Boris Johnson’s fiancée, Carrie Symonds, recently took a job as the communications director of the Aspinall Foundation, a charity operating two animal parks in Britain. You would imagine that her appointment was a no-brainer. After all, this is the woman accused of having a central role in running the country. Realistically, there can’t be a huge difference between covertly dictating Conservative policy and doing P.R. for a zoo.
Officially, Symonds has no involvement whatsoever with the government. True, she used to be head of communications for the Conservative Party—indeed, she found her start operating as one of its press officers a decade ago—but officials are adamant that this is where her influence ends. “The prime minister’s fiancée is on maternity leave,” chided the prime minister’s press secretary this week. “She’s raising their son, Wilf.”
Nevertheless, rumors persist that Symonds’s oar remains firmly wedged into the government’s side, something that is causing waves of discontent across Westminster. Most recently, Michael Gove—the man charged with the Sisyphean task of overseeing the country’s new relationship with post-Brexit Europe—found himself sidelined by Johnson. Gove was sacrificed to stop Lord Frost, a Johnson loyalist who had previously acted as the government’s Brexit negotiator, from throwing a tantrum about Symonds’s perceived influence.
There can’t be a huge difference between covertly dictating Conservative policy and doing P.R. for a zoo.
The story behind this is infuriatingly juvenile, but here we go nevertheless. Johnson recently hired Baroness Finn as his deputy chief of staff, and Henry Newman as a senior adviser. Both are close friends of Symonds’s—Finn threw her 30th-birthday party two years ago—and it was assumed that they had been employed at her behest. However, Frost reportedly threatened to resign at the indignity of it all, and could only be talked down by the promise of Gove’s job, according to The Times of London.
Additionally, an aide by the name of Oliver Lewis quit last week because Symonds told her boyfriend that he’d been leaking stories to the press, according to The Times. Luckily this is definitely the most important thing happening in Britain right now, so it absolutely doesn’t feel like a catastrophic waste of everyone’s energy.
To underline the strife of it all, the calls of cronyism have started to come from inside the henhouse. The Bow Group, a think tank whose members include Conservative M.P.’s, has demanded an independent inquiry into Symonds’s powers. “Consistent reports in the press suggest that Ms. Symonds is taking a central role in running the country, without any authority or accountability to do so,” said Chairman Ben Harris-Quinney. “She has not been elected, she has not been appointed, she holds no legal or constitutional powers.”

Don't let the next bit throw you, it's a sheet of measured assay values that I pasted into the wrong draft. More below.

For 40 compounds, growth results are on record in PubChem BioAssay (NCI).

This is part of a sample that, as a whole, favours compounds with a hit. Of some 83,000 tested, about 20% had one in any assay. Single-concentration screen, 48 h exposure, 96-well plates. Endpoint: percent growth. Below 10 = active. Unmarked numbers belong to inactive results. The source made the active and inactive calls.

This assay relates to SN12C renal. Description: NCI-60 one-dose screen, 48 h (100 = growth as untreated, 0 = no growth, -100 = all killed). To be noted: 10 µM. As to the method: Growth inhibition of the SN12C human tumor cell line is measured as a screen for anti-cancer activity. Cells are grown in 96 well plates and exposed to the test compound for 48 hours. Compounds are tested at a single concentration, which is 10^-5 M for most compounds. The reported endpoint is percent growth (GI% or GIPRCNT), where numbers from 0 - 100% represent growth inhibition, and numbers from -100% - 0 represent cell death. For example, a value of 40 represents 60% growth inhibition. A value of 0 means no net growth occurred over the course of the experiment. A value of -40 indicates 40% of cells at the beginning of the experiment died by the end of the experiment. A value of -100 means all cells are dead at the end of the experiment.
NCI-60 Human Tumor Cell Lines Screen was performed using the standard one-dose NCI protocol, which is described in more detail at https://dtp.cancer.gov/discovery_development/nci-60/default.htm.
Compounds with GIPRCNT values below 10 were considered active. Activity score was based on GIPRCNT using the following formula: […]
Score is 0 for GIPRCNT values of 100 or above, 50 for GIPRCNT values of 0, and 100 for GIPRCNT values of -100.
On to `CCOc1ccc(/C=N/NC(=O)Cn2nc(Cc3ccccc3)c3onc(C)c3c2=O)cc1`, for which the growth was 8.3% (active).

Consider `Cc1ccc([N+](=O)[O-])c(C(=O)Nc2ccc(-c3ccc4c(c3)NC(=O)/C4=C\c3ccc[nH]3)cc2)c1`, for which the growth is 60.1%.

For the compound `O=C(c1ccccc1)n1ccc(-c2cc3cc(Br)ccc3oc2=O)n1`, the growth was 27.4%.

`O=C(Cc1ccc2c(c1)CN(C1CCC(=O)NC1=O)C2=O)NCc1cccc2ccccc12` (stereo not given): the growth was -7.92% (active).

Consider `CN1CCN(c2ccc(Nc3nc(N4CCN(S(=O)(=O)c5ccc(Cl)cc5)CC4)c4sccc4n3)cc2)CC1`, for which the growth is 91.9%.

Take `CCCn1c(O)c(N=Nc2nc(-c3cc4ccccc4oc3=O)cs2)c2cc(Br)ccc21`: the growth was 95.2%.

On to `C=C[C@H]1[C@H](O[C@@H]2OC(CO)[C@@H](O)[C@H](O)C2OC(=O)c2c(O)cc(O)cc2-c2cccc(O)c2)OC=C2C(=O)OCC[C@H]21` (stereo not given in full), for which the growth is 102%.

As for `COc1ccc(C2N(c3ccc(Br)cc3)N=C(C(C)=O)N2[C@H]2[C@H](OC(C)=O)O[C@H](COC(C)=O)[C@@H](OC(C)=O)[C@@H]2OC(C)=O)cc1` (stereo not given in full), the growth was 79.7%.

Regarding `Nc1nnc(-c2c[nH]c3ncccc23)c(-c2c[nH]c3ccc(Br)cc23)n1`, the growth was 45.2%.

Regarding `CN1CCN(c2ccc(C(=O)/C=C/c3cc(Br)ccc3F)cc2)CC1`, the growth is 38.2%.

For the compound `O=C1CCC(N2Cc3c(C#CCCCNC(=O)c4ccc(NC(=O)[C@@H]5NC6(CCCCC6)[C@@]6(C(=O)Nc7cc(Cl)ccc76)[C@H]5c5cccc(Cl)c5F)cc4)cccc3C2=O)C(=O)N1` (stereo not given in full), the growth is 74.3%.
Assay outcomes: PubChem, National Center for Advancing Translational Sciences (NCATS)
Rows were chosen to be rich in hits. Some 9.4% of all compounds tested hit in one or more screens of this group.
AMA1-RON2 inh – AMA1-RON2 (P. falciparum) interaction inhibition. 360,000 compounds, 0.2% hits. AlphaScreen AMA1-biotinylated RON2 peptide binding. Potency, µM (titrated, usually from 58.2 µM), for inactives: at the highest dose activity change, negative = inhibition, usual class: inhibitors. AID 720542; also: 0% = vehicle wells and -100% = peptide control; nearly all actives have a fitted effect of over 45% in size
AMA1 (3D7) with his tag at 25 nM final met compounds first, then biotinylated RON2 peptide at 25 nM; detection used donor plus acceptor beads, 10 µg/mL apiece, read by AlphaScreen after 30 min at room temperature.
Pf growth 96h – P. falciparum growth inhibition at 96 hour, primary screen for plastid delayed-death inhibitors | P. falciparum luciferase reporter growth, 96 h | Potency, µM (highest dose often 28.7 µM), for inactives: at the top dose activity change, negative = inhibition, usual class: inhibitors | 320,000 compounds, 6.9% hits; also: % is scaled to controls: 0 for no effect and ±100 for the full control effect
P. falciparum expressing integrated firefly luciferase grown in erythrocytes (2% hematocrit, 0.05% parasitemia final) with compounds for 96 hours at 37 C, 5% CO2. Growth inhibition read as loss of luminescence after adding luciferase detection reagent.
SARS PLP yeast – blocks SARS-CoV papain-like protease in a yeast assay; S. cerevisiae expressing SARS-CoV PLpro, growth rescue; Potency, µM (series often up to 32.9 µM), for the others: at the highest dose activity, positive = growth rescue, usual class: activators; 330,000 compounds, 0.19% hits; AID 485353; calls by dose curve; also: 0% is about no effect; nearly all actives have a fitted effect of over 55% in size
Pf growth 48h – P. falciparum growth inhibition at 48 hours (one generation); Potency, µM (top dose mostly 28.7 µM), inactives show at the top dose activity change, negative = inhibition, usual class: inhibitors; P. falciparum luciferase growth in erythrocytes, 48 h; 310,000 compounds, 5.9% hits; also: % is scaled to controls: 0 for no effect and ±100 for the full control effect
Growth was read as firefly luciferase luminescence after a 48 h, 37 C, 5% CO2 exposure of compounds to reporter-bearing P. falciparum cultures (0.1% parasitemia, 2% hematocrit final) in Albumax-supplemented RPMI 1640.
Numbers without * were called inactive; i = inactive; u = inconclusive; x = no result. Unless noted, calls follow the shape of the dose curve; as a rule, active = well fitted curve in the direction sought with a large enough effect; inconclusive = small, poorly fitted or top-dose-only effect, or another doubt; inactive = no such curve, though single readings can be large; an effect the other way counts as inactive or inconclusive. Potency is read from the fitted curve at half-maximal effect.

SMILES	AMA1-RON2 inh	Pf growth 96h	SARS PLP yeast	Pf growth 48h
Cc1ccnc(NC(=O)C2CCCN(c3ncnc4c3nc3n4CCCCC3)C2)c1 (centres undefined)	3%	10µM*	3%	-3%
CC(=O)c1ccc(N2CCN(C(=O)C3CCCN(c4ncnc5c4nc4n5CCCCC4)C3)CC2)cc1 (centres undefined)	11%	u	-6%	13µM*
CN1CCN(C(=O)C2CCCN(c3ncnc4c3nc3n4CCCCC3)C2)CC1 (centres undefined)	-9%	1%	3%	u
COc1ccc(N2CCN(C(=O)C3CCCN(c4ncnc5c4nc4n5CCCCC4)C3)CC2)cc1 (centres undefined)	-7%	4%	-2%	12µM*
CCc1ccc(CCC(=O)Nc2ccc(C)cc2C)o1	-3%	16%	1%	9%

An aide by the name of Oliver Lewis quit last week because Symonds told her boyfriend that he’d been leaking stories to the press.
It’s hard to know what to believe, since the Conservative government is effectively just a warren of tribal cliques prone to slinging mud at one another in the form of anonymous leaks to the press. This was apparent in November, when longtime Johnson Svengali Dominic Cummings—a man with such an iron grip on the prime minister that he was thought to be the architect of everything from Brexit to much of the U.K.’s coronavirus response—was reportedly forced out of his job (accounts differ) after becoming embroiled in a behind-the-scenes turf war with Symonds, according to the Financial Times. An ally told the press that she was “on the side of the angels.” Cummings’s team, meanwhile, took to labeling her “Princess Nut Nut,” according to the Daily Mail.
Another casualty of the briefing wars is Symonds’s beloved Jack Russell cross, Dilyn. An unnamed insider recently gave a virulent anti-Dilyn rundown to the press, telling horror stories about his propensity for chewing government-owned furniture and mounting a stool made from the foot of an elephant that had been shot by Theodore Roosevelt. And—in one especially grievous breach of protocol—cocking a leg over an adviser’s handbag. At one point, the insider claims, Johnson became so incensed by Dilyn’s behavior that he cried, “Someone please shoot that fucking dog!,” at nobody in particular. Shortly after the publication of this detail, a chastened Johnson was photographed jogging with Dilyn.
Defenders of Symonds’s have now pointed out that spouses of all stripes often act as informal counsels and that given her previous roles working for the party, she is better situated than most to offer some perspective to her husband in this time of great strain. Opposing sources, on the other hand, paint her as nothing less than a Lady Macbeth. “It’s a complete Carrie takeover,” sighed one.
Stuart Heritage is a Kent, U.K.–based Writer at Large for AIR MAIL